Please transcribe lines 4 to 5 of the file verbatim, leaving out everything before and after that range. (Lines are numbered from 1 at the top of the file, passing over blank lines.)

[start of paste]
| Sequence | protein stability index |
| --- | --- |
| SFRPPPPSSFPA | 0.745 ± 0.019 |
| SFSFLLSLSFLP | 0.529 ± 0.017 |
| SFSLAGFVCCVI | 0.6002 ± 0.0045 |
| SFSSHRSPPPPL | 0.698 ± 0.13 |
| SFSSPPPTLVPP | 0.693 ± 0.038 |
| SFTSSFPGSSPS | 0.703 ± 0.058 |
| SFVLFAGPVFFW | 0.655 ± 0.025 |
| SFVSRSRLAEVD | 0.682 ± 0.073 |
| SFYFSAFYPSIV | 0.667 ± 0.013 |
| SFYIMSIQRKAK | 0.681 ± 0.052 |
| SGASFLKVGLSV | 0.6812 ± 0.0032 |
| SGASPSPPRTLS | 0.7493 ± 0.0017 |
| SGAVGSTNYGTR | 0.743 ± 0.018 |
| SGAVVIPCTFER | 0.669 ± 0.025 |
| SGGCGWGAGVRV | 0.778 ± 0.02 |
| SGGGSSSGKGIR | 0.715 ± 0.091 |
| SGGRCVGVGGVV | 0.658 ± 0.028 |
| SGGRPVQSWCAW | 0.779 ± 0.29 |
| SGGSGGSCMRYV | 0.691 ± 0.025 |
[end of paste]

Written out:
| SFSFLLSLSFLP | 0.529 ± 0.017 |
| SFSLAGFVCCVI | 0.6002 ± 0.0045 |